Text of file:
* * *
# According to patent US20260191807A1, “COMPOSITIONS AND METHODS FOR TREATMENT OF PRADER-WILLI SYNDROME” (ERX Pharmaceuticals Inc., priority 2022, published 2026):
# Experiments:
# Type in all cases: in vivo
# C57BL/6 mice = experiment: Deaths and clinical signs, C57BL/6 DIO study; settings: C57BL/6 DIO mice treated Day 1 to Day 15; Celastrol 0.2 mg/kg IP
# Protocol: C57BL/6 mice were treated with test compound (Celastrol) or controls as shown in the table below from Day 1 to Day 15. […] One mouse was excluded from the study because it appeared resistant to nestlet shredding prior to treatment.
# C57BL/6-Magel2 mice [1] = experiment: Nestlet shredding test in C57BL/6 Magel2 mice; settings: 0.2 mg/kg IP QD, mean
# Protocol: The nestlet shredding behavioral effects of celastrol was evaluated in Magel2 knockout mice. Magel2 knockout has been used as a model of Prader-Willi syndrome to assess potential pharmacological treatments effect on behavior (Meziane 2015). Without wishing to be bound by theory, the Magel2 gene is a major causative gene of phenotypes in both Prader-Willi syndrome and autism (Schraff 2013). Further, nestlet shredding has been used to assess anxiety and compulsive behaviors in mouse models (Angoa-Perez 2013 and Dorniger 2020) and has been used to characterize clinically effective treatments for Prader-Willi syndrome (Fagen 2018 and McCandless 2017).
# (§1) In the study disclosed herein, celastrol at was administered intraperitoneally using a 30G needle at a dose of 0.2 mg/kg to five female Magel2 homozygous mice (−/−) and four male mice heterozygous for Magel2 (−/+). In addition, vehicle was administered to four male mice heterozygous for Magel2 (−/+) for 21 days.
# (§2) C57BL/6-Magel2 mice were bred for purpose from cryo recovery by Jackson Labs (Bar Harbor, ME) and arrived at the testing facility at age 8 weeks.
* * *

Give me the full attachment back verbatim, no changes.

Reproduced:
# According to patent US20260191807A1, “COMPOSITIONS AND METHODS FOR TREATMENT OF PRADER-WILLI SYNDROME” (ERX Pharmaceuticals Inc., priority 2022, published 2026):
# Experiments:
# Type in all cases: in vivo
# C57BL/6 mice = experiment: Deaths and clinical signs, C57BL/6 DIO study; settings: C57BL/6 DIO mice treated Day 1 to Day 15; Celastrol 0.2 mg/kg IP
# Protocol: C57BL/6 mice were treated with test compound (Celastrol) or controls as shown in the table below from Day 1 to Day 15. […] One mouse was excluded from the study because it appeared resistant to nestlet shredding prior to treatment.
# C57BL/6-Magel2 mice [1] = experiment: Nestlet shredding test in C57BL/6 Magel2 mice; settings: 0.2 mg/kg IP QD, mean
# Protocol: The nestlet shredding behavioral effects of celastrol was evaluated in Magel2 knockout mice. Magel2 knockout has been used as a model of Prader-Willi syndrome to assess potential pharmacological treatments effect on behavior (Meziane 2015). Without wishing to be bound by theory, the Magel2 gene is a major causative gene of phenotypes in both Prader-Willi syndrome and autism (Schraff 2013). Further, nestlet shredding has been used to assess anxiety and compulsive behaviors in mouse models (Angoa-Perez 2013 and Dorniger 2020) and has been used to characterize clinically effective treatments for Prader-Willi syndrome (Fagen 2018 and McCandless 2017).
# (§1) In the study disclosed herein, celastrol at was administered intraperitoneally using a 30G needle at a dose of 0.2 mg/kg to five female Magel2 homozygous mice (−/−) and four male mice heterozygous for Magel2 (−/+). In addition, vehicle was administered to four male mice heterozygous for Magel2 (−/+) for 21 days.
# (§2) C57BL/6-Magel2 mice were bred for purpose from cryo recovery by Jackson Labs (Bar Harbor, ME) and arrived at the testing facility at age 8 weeks.